Everybody still speaks about good website design — but do you know what that is? For example, how do you tell if your website design works? How do you know what they’re looking for? It is hard to recognize without a clear metric for measuring quality and performance. With that in mind, here is an overview of key aspects of strong website design, along with questions you should ask yourself to measure your own site:
Strategy is behind successful website design. Only the most beautiful, user-friendly website doesn’t work when it doesn’t deliver what your business needs. So ask oneself: Do new visitors to your site get a clear understanding of who you are and what you are offering when they arrive? Does your websites design direct visitors to do as you would like them to? Is there a simple strategy which will inform your design? If not, then your design isn’t as good as it might be. To determine the efficacy of your website design strategy, run your site through these questions:
- Which category is my business in, and is this stated on my website in an obvious way?
- What is the website supposed to achieve? Has it accomplished with the design?
- Who is your target audience, and does the concept of the website take them into account?
- What would you like your site visitors to do on your website, and does the design encourage them to do that?
What you should do next: identify your brand identity and set clear goals for your website-then match your web design accordingly. This is far more likely to work when a specific plan guides the website.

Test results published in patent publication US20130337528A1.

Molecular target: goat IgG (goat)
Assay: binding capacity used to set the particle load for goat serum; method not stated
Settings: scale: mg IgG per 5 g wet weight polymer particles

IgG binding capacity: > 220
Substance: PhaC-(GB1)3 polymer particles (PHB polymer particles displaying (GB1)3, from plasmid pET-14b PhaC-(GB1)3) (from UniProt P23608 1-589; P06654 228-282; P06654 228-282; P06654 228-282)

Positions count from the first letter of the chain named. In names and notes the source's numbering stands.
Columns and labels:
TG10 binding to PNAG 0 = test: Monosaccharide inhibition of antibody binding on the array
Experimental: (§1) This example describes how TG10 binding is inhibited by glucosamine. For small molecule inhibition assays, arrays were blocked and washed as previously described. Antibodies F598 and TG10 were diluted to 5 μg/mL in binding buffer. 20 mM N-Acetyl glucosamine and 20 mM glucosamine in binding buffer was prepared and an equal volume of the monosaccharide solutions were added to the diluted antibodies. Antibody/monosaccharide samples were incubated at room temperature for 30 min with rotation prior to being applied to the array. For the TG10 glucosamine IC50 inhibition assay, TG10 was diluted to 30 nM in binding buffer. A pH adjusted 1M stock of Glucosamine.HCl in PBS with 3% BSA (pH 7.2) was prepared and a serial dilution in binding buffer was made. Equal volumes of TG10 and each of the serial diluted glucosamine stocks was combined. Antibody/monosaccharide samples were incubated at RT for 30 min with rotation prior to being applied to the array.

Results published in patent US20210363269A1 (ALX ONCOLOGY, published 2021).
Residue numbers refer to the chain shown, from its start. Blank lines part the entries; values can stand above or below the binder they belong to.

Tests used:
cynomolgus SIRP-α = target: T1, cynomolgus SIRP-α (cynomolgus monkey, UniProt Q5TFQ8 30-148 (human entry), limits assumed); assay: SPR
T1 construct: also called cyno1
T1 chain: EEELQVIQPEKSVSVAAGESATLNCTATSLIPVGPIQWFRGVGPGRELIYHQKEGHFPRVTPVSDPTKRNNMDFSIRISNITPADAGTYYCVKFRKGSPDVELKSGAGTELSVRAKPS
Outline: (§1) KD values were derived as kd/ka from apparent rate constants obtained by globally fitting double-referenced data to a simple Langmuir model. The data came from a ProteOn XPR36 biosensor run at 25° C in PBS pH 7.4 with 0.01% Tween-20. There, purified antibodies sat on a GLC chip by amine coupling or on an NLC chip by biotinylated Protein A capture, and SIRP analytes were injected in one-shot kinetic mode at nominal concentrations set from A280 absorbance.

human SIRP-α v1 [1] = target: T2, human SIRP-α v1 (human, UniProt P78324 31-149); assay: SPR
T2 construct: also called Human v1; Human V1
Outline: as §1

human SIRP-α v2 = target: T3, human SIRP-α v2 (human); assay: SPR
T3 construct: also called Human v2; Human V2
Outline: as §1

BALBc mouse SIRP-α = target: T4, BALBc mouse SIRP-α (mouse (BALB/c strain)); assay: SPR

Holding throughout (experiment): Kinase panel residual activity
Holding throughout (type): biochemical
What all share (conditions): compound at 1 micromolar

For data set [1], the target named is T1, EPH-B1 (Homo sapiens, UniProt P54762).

Usability concerns the functional considerations of what goes into good website design, including speed, user-friendliness, security and technical information such as sitemaps, etc. Many of these particulars are not easily noticed; when you type in the sites URL, you don’t see the security of a website. Usability is still a make-or-break problem for working websites. If due to poor navigation, a visitor can not locate what he or she is searching for, he or she usually will leave. Both search engines and tourists will note if pages take far too long to load. So ask yourself to see how accessible your website is:
- How long will it take to load my pages, because the tourists will be bored waiting? (Testing page speed is by using Google Web Speed Insights.)
- Is it so easy to find information?
- Is there a visitors search button on your site?
- Are the links all working properly? (W3C Link Checker checks for broken links.)
- How does the site work in a number of different browsers? (Internet Explorer, Safari, Chrome, Firefox etc.)
- Is my website operating correctly on mobile devices?
What to do: Find every possible way to make your platform as accessible as possible. Imagine coming as a visitor to it and trying to find details. Therefore, go the extra mile in terms of protection, and also protect the personal data of customers.
Beauty is in the eye of the beholder, but that doesn’t mean that aesthetic principles are not abundantly obvious to guide your website design. The best web designs align with their brands and create positive visitor impressions. They are clean, and they complement the content they convey. Consider: Checking the efficacy of the aesthetics of your website by asking yourself: